Bingo again!

Beijing Zoo poster/

Beijing Zoo poster/

We will also ask the Chinese students to launch their own letter writing campaign to Chinese government officials asking them to ban the importation of dolphins into China.

Finally, we’ll stop at Shanghai Jiaotong University for lectures, book signings, and video presentations. It’s all about getting our message out to the general public, especially university students. These students are key to the success of this campaign.

I feel pretty good about the work so far, in spite of the fact that I’m exhausted. I’m afraid I’ve been on the dolphin trail too long this time and my body is starting to feel it.

This campaign is going to be difficult and we will need your help. China is a huge market for Taiji dolphin. We are also working with a large handicap since our original Dolphin Project website has been hijacked. The general public are confused as to which Dolphin Project to support. Until our URL is returned, we are using (

Please consider making a donation. We urgently need funding to continue this most important work.

More from the People’s Republic of China later.

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About Ric O'Barry

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Ric O’Barry, Dolphin Project Founder & Director has worked on both sides of the captive dolphin issue, making him an invaluable asset in the efforts to end exploitation. He worked for 10 years within the dolphin captivity industry, and has spent the past 40 working against it.

In the 1960s, O’Barry was employed by the Miami Seaquarium, where he captured and trained dolphins, including the five dolphins who played the role of Flipper in the popular American TV-series of the same name. He also trained Hugo, the first orca kept in captivity east of the Mississippi. When Kathy, the dolphin who played Flipper most of the time, died in his arms, O’Barry realized that capturing dolphins and training them to perform silly tricks is simply wrong.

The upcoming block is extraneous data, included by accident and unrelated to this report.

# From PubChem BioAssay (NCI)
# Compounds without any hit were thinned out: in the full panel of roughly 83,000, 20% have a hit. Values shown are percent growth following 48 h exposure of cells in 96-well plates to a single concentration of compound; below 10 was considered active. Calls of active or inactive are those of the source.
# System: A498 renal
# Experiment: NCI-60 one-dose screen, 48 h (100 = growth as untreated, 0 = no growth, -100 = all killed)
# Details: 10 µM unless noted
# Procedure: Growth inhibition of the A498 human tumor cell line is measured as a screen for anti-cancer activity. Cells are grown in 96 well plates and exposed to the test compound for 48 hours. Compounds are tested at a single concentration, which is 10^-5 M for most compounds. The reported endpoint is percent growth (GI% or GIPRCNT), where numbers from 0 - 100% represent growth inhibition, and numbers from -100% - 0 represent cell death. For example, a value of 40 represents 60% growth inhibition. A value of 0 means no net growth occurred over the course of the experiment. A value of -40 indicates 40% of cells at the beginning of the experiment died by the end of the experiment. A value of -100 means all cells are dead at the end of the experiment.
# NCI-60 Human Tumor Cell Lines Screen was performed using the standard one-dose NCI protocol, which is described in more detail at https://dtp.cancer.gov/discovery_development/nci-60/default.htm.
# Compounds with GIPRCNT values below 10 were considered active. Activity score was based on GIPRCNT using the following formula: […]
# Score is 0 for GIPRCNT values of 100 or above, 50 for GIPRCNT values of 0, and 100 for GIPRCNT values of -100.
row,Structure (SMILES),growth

From that moment on, O’Barry knew what he must do with his life. On the first Earth Day, 1970, he launched a searing campaign against the multi-billion dollar dolphin captivity industry and has been going at it ever since.

Over the past 40 years, Ric O’Barry has rescued and rehabilitated dolphins in many countries around the world, including Haiti, Colombia, Guatemala, Nicaragua, Brazil, the Bahamas Islands and the United States. He is a leading voice in the fight to end brutal dolphin hunts in Japan, the Solomon Islands, the Faroe Islands, and wherever else they occur.

O’Barry has been recognized by many national and international entities for his dedicated efforts, such as being voted Huffington Post’s 2010 Most Influential Green Game Changer, and being listed on O Magazine’s 2010 Power List – Men We Admire for his “Power of Passion.” O’Barry received an Environmental Achievement Award, presented by the United States Committee for the United Nations Environmental Program. He has done countless interviews with such prestigious news programs as Larry King Live, Anderson Cooper 360, the Mike Huckabee Show, and the Oprah Winfrey Show.

His book Behind the Dolphin Smile was published in 1989; a second book, To Free A Dolphin was published in September 2000. Both of them are about his work and dedication. He is the star of the Academy Award-winning documentary The Cove and the Animal Planet television series Blood Dolphin$.

Author: Ric O'Barry